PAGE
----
The only way he creates value for himself is to play, and play well enough for the organization to pay him 7.7 million this year and deem him worth some 9.5 million next year.

Forte has not vilified the organization as some others have theirs but he has not always taken what could be characterized as the complete high road. Understandably; hes more than earned the right to say what he feels.

But hard feelings dont always completely go away. Up in New England, where franchise-tagged, All-Pro receiver Wes Welker was quoted as saying that his contract talks were getting worse, the sentiment is growing that this is Welkers last year as a Patriot. Boston Globe reporter Shalise Manza Young wrote that Welkers comments did not play well with the Patriots, and that organization does not have a long fuse with players out of step.

Forte is held in very high regard in the locker room and on the field. The Bears do want him signed. He is a unique back who fits in a West Coast, Mike Martz or just about any offensive scheme.

But how much more they will offer at a time when they have upgraded factors elsewhere in the offense is very problematic.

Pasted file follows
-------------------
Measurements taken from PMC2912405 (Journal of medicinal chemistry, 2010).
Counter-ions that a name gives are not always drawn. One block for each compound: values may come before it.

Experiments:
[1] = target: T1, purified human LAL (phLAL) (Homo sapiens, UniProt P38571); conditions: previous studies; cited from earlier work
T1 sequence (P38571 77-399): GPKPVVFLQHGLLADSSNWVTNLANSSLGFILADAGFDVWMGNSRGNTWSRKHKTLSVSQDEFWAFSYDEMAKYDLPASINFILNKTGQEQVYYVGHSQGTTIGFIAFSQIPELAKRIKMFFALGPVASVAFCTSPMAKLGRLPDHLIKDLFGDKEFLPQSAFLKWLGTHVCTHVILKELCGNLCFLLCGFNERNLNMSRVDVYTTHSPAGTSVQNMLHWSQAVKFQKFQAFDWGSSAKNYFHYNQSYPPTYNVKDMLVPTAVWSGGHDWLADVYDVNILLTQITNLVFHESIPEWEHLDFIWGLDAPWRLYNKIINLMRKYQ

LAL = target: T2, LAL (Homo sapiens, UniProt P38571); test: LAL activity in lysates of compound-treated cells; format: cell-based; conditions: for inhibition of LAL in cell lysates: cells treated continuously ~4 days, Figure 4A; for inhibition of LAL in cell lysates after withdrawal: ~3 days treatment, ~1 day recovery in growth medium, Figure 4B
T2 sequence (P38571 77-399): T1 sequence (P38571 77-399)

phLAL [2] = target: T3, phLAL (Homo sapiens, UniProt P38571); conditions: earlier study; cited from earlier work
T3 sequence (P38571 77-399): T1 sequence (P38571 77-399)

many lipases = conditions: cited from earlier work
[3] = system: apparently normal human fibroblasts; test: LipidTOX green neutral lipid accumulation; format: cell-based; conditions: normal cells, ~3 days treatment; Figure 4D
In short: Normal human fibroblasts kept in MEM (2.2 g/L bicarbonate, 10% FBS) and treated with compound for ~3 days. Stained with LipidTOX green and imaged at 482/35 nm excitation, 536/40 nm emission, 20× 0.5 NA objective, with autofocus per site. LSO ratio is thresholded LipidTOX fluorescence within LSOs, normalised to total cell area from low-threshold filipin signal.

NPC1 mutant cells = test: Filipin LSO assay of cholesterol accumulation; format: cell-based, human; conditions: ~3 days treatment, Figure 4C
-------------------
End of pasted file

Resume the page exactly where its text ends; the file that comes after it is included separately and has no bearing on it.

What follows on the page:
Jaylon Smith taken No. 34 in NFL Draft by Dallas Cowboys

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Jaylon Smith taken No. 34 in NFL Draft by Dallas Cowboys

Where Jaylon Smith would land was one of the biggest questions heading into the second round of the 2016 NFL Draft, which began Friday night in Chicago. 

We didn't have to wait long for an answer.

The Dallas Cowboys took Smith with the 34th overall pick, just three selections into the second round. Smith, who won the Butkus Award in 2015, isn't likely to play in 2016 after suffering a torn ACL and LCL in the Fiesta Bowl that also contained damage to the nerve in his knee. 

Prior to his injury, and the revelations of nerve damage, Smith was widely projected to be a top-10 pick. A former five-star recruit (and winner of the high school Butkus Award, too), Smith asserted himself as one of the most talented players to ever come through Notre Dame during his three seasons in South Bend. The Fort Wayne, Ind. native totaled 292 tackles and 19 tackles for a loss in his college career, in which he was moved from outside linebacker in Bob Diaco's 3-4 scheme to "Will" inside linebacker in Brian VanGorder's 4-3 defense. 

Smith took out an insurance policy last year, which reportedly paid him $700,000 for not being a first-round pick $100,000 for each pick after the end of the first round he wasn't selected, so he'll received $900,000 from it. 

With Dallas, Smith will be re-united with his brother, Rod, who's a running back for the Cowboys. 

Smith's former teammates and coaches rushed to Twitter to celebrate. There wasn't a consensus on when Smith would be drafted, with projections ranging between the second and fourth founds. 

John Danks to start for White Sox on Wednesday

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John Danks to start for White Sox on Wednesday

BALTIMORE — John Danks will get another turn in the White Sox rotation.